Dorms. Multistep retrosynthesis. A cappella music. Hacks. Everything I experienced at CPW was just amazing. How can one compare an MIT education to a drink from a firehose? There is so much more than water at MIT!
Thursday, I arrived at CPW two hours later than intended. My flight through O’Hare airport was delayed, and it took over fourteen hours to get to Boston from my hometown. I was soaked from the weather, completely unable to find Terminal E, and jet lagged.
By that night, I was bouncing with glee and sugar in the elevator to the fifth floor.
The chocolate and peanut butter ice cream with eleven toppings I ate at the dorm probably played a part in that total happiness. So did the welcome event and festival- I was entertained, I was deeply impressed, and I was incredibly relieved that I wouldn’t have to give up Taekwondo or good chocolate at MIT. It was my very first time on campus, so I was struck by the sheer variety of activities that students do. All it takes to make a group is passion.
Over the weekend, I learned about everything from tie-dying to the fourth Roman Emperor to complex Fourier series. I went on tours that went over, under, and through all that is MIT. My favorite building is the one I have affectionately decided to name “sponge-waffle square dorm”… because who needs a pineapple under the sea with a place like Simmons? Everywhere I went, people were nice and doors were metaphorically open.
At the MIT museum, my favorite things had to be the photography display, the artificial intelligence exhibit, and the t-shirt in the gift shop that said “There are 10 types of people in this world- those who understand binary and those who don’t.” Seeing some of the history behind MIT was surprisingly interesting, mostly because famous hacks were mentioned. Hacks are the absolute best part of the culture. I must disagree with the shirt and way that there are two kinds of people in this world- hackers and those who wish they were hackers.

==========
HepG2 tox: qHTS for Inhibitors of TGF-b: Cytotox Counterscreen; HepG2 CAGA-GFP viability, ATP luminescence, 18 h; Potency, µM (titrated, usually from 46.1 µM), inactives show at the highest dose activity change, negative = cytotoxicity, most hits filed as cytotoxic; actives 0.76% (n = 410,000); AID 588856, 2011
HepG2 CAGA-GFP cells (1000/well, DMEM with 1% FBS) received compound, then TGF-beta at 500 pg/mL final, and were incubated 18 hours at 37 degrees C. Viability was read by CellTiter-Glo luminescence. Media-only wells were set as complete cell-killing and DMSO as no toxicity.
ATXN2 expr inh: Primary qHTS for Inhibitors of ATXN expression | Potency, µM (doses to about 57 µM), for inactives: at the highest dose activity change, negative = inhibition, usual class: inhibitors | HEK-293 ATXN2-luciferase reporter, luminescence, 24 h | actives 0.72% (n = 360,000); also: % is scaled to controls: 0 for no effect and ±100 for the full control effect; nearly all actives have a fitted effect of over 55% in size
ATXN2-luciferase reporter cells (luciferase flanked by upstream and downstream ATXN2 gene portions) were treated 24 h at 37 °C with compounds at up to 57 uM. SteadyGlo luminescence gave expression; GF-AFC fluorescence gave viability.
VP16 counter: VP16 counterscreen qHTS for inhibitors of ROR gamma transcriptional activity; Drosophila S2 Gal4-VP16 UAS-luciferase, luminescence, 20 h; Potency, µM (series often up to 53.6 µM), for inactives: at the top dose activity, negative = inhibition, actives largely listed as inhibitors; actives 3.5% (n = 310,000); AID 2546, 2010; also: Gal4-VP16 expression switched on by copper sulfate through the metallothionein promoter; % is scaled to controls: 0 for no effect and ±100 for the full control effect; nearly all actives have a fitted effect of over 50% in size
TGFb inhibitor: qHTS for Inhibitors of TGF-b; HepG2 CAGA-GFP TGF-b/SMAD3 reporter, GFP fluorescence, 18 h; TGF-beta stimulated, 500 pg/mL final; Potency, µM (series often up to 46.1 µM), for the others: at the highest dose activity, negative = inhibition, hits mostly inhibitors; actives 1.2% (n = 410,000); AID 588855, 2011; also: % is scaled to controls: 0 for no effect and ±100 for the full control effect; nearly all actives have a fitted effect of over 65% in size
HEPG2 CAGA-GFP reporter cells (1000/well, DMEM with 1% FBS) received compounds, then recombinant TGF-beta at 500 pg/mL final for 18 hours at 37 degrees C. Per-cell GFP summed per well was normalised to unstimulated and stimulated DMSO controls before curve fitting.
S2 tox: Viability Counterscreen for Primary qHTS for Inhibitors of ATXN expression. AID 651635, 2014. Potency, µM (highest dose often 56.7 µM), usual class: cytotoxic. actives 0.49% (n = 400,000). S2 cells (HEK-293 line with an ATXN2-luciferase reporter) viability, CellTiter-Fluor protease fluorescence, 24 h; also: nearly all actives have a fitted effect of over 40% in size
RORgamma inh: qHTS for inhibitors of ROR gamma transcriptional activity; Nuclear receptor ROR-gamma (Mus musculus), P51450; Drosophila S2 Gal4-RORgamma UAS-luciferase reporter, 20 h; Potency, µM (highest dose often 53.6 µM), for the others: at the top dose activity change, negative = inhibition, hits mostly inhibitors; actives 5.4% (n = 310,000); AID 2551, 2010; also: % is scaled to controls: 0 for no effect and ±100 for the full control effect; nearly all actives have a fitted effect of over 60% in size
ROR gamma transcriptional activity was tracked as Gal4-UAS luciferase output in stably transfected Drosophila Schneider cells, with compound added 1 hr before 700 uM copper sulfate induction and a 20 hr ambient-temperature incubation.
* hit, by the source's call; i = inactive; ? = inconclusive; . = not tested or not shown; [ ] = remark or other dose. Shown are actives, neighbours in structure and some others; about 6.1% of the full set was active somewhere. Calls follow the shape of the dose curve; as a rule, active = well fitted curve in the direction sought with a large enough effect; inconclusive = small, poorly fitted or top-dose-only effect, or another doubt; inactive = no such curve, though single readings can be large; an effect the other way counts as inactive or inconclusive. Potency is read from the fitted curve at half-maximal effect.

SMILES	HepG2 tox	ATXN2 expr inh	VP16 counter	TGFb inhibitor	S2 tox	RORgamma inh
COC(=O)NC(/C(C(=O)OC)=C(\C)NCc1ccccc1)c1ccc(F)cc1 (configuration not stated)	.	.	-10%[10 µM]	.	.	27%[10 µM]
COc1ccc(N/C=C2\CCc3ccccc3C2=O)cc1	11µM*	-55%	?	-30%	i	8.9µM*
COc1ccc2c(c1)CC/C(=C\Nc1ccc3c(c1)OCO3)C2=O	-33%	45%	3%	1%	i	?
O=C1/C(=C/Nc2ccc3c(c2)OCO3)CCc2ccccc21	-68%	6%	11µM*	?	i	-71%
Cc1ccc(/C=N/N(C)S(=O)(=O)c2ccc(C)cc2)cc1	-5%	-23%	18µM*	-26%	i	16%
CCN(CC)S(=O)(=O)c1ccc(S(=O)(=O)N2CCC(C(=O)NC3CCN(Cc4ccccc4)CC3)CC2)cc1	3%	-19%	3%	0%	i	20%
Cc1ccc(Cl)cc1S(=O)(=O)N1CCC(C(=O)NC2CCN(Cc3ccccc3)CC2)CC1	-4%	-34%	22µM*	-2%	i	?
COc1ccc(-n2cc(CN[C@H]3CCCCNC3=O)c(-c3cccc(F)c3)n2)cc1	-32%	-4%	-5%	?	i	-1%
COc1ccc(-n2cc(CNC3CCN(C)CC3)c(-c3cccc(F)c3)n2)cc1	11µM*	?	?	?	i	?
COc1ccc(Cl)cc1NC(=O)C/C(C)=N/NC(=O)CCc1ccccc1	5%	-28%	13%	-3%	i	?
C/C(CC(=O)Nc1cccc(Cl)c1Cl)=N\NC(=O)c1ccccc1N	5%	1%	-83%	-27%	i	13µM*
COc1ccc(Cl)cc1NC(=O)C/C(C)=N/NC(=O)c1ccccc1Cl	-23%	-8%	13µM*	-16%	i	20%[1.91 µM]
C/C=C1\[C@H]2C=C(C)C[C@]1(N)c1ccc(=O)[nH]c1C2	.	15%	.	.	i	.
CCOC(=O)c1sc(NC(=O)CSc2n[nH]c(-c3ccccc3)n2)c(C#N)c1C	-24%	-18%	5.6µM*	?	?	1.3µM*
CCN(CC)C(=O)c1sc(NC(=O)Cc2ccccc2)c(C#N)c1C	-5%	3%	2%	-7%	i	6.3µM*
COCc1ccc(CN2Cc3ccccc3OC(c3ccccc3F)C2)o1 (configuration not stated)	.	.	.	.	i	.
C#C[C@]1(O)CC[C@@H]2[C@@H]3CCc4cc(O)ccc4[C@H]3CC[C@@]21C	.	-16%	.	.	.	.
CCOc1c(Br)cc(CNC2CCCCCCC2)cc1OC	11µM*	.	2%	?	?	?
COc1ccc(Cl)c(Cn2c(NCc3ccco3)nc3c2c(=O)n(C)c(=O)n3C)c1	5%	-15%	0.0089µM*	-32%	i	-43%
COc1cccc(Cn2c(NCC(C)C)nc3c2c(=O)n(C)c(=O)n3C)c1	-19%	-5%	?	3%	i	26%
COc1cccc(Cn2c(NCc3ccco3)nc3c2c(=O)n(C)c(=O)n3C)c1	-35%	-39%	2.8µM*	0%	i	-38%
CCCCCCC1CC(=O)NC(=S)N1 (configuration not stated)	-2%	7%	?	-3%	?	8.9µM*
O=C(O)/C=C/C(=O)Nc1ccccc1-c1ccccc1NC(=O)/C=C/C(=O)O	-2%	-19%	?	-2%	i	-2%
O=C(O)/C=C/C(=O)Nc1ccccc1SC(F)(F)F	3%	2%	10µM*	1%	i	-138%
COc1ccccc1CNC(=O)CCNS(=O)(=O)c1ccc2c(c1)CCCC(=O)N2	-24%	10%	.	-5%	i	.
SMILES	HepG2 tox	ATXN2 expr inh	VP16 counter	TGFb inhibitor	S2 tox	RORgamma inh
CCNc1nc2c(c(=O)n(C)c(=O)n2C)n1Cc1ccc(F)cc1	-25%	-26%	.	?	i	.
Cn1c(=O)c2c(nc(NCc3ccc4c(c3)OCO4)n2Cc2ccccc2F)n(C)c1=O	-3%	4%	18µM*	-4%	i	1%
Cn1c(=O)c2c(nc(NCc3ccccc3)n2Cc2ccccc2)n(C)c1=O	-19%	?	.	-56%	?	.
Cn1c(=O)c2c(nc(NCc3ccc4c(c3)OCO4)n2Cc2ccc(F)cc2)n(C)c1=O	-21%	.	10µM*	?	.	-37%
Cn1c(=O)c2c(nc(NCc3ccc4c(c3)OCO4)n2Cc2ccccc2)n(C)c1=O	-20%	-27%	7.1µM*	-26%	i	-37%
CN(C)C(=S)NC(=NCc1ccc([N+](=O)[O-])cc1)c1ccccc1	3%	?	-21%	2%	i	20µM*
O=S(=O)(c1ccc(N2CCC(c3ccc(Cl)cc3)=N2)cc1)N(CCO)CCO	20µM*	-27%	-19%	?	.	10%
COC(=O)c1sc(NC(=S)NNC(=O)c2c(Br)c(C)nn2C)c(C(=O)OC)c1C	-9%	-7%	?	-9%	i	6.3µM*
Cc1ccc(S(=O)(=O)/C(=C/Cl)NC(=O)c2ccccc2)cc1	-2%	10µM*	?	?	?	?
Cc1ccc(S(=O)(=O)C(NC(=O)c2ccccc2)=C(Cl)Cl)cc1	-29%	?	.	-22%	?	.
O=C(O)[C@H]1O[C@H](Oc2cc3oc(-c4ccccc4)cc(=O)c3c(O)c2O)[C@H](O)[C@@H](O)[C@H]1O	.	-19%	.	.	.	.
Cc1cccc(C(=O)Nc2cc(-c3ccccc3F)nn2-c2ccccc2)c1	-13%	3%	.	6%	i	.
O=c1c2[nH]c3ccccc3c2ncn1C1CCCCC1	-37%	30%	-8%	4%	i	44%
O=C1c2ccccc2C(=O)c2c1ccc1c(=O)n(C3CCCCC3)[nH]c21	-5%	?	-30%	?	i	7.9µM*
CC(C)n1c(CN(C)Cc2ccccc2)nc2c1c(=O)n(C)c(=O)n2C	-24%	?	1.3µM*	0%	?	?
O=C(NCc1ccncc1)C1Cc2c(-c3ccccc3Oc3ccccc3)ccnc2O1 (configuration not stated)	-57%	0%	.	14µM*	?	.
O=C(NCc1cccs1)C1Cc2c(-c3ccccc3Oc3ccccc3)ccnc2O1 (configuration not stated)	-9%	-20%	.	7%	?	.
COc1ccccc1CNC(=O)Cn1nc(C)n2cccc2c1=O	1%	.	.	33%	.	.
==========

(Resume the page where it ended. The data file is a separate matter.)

The nanotechnology lab I visited on a UROP tour was also exciting, and they gave out soda can holder things.
In fact, I got a bunch of free stuff that I wasn’t even looking for. Besides the two soda can holders, I was given a mug at the Women’s Dessert Reception, a t-shirt at the Beaver and the Geek show, one I tie-dyed myself, a pair of two way radios at the Dorm Life raffle, and a red clip ring. And that’s not even counting whatever I bought with my $20.11 of Tech cash and my mass of brochures, folders, and booklets. Haha!! Plunder!! It’s great that MIT actually cares about its prefrosh and wants them to see what the place is really like. As if I still need convincing that it’s the best.
Saturday night, I went to Next Act’s Beauty and the Beast instead of Battle of the Bands. It was the greatest part of CPW for me! Since it was the “hacked” version, every scene was slightly changed to keep the Disney feel but make it 1000x more hilarious. It represented MIT better than any other event I went to. In fact, I’ll go so far as to say that it was MIT, condensed into a play and stuffed into the biggest, most colorful costumes I’ve ever seen.
And now for some random and wonderful CPW moments:
Tim the beaver dancing to “Total Eclipse of the Heart.”
The organic chemistry professor exclaiming “Please ask dumb questions like that!” after she miswrote an equal sign as = and a student asked if it was a triple bond.
This awesome person.
When it was finally time to pack it up for the flight home, I wished I could stay. Boston is already my home. Happily, I woke up to a hack at the student medical building. (Actually, I watched X-Men, X-Men II and Spiderman instead of sleeping, so change “woke up” to “set down my ice cream and put on shoes and a sweatshirt”). So I was able to leave with a huge smile on my face, confident that the students will still be just as awesome when I return in August.
The parting hack. That walk button lights up the red and green parts alternately.